A few years ago, lumbering data warehouses with nightly number crunching were the rarefied preserve of computer science graduates. Today it’s rather different – data is the vital business driver.
While governments and spin doctors may agree with Josef Goebbels, who said: ‘He who runs the information runs the show,’ it’s a maxim that seems just as appropriate to the supply chain in our information society.
Back in the 1980s, retailers would say, perhaps a little cynically, that the best use of electronic point of sale data was to prop open the office door. Remember those reams of green and white listing paper? Today EPOS data drives not only retail replenishment, staff scheduling and performance management but production, raw materials sourcing and much more.
As Niall O’Doherty, global manager manufacturing/supply chain industry marketing for Teradata, put it at the recent Teradata Universe conference in Warsaw: ‘EPOS data now needs to drive processes well beyond retailing and CPG. Its impact is felt way back along the supply chain, affecting areas such as service parts and oil – and it also triggers logistics activity.’
EPOS data tells you more than what is selling, it provides that touch point on consumer activity that those further along the supply pipeline are eager to access. It is also driving demand-based forecasting techniques such as flowcasting, directing freight movements and global sourcing.
The internet and direct sales also deliver that vital consumer touch point so it’s not surprising that more manufacturers are opting to sell direct, albeit often discreetly and under pseudonyms to avoid upsetting their retail customers.
Of course, Dell has no such problems and its entire business model is built around rapid reaction to buying trends. ‘Dell’s model depends on real time data,’ says Nick Hartery, senior vice president manufacturing, Dell. ‘We own our value chain which is shorter and more
integrated than in many other models.’
At any time, Dell can see what customers are ordering and in which geography so that it can react instantly to switch supplies or amend website offers to reflect stock availability. Component orders are placed every couple of hours and product can be assembled and shipped the same day. The backlog of orders to be processed is never more than two days.
‘We acquire materials at the last minute before the product is assembled,’ says Hartery. ‘We have an inbound logistics centre with eight to 10 days’ supply, but that’s not owned by Dell.’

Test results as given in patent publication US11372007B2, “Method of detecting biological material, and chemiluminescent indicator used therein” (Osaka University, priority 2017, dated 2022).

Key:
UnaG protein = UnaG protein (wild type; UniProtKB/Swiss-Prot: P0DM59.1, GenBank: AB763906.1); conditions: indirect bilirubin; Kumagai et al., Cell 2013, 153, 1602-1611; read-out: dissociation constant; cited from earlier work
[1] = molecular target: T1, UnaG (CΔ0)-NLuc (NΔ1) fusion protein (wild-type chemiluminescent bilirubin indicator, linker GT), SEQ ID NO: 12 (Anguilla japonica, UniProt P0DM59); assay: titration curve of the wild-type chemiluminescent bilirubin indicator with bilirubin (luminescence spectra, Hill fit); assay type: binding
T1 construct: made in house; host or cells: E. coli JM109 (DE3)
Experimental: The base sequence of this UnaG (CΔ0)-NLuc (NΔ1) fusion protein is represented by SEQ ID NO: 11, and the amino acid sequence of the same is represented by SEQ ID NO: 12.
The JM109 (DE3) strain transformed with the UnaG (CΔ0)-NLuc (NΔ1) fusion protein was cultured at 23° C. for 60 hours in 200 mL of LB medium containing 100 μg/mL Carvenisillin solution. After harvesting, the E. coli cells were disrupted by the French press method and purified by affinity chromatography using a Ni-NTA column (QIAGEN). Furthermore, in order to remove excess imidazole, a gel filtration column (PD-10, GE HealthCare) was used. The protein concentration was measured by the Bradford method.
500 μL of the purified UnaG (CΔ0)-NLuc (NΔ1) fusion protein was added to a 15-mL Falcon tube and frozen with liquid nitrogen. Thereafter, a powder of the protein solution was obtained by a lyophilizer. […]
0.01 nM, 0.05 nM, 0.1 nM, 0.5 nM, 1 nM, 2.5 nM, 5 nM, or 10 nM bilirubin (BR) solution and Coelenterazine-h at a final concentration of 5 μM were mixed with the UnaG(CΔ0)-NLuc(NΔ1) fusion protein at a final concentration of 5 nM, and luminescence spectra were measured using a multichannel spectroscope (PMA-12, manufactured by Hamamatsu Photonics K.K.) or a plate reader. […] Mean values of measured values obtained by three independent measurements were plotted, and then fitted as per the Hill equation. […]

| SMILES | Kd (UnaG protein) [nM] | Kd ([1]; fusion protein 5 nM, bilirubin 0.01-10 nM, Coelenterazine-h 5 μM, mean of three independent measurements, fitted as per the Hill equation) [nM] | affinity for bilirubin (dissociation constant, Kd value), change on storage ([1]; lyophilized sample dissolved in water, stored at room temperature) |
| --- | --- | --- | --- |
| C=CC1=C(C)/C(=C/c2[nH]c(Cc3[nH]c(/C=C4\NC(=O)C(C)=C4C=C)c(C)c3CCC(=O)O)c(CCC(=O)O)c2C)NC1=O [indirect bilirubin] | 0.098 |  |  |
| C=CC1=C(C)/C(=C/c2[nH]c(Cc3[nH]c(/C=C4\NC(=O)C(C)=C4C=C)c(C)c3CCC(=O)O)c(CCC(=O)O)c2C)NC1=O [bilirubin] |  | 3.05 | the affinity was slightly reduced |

Basic transactional data is not confined to the high street or internet. Inputs from call centres and service engineers are increasingly being used throughout industry in predictive analytics to improve spare parts management or even product design. ‘Early warnings
are vital,’ says O’Doherty. ‘If data about product performance comes back quickly then manufacturers can react to that at a component level to correct faults, trigger recalls or change suppliers. Unlike forecasting, these sorts of predictive techniques are less concerned with accuracy and more involved with identifying trends early.’
As O’Doherty also points out, the automotive industry may like to sell extended warranties but if these result in a high level of claims they are obviously less profitable. Profit comes from an absence of failure rather than from fixing problems, so early insights into any weakness, identified by predictive techniques, are essential.
Collecting this vital raw consumer data may be easy for high street chains and online players but the further down the pipeline you go the harder it becomes. As, unconsciously echoing Goebbels, O’Doherty puts it: ‘Information delivers competitive advantage so
companies are reluctant to share data as it’s a key differentiator for their businesses. Manufacturers are pushing to achieve greater customer intimacy and to do that they have to be innovative as they can be far removed from those customers.’
As numerous CPFR initiatives have demonstrated, to succeed, data sharing has to deliver mutual benefit. In retailing that is usually measured as fewer stock-outs. For outsourced call centres asked to report patterns of consumer behaviour, there need to be standardised and automated systems for data entry.
DR. PENELOPE ODY IS A REGULAR COLUMNIST WITH SCS AND IS A RETAIL MARKET SPECIALIST